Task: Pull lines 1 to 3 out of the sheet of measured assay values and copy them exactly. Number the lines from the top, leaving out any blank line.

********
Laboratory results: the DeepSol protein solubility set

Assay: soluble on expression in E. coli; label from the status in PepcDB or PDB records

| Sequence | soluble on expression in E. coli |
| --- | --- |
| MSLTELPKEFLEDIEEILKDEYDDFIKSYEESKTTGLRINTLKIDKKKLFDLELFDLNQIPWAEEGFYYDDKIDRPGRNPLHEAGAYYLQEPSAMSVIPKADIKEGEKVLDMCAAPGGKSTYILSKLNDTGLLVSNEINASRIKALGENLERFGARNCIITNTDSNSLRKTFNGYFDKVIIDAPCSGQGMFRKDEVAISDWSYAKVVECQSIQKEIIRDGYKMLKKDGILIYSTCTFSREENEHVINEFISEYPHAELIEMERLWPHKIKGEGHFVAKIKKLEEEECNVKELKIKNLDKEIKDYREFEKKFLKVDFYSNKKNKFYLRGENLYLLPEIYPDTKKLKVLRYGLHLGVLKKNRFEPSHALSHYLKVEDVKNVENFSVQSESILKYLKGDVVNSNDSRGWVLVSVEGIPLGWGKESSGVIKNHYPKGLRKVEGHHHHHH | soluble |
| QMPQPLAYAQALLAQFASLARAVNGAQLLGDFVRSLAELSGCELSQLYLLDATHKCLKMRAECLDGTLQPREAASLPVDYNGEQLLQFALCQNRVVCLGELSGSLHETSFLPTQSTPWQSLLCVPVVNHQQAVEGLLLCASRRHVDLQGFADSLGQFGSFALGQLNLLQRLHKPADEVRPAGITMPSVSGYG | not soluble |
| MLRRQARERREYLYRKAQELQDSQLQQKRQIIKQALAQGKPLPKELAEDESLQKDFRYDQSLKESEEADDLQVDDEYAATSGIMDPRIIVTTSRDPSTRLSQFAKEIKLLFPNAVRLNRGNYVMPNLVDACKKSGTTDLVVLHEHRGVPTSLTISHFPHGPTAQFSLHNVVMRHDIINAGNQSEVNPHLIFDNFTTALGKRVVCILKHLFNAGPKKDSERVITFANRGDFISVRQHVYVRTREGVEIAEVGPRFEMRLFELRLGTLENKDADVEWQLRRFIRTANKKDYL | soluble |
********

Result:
Laboratory results: the DeepSol protein solubility set

Assay: soluble on expression in E. coli; label from the status in PepcDB or PDB records

| Sequence | soluble on expression in E. coli |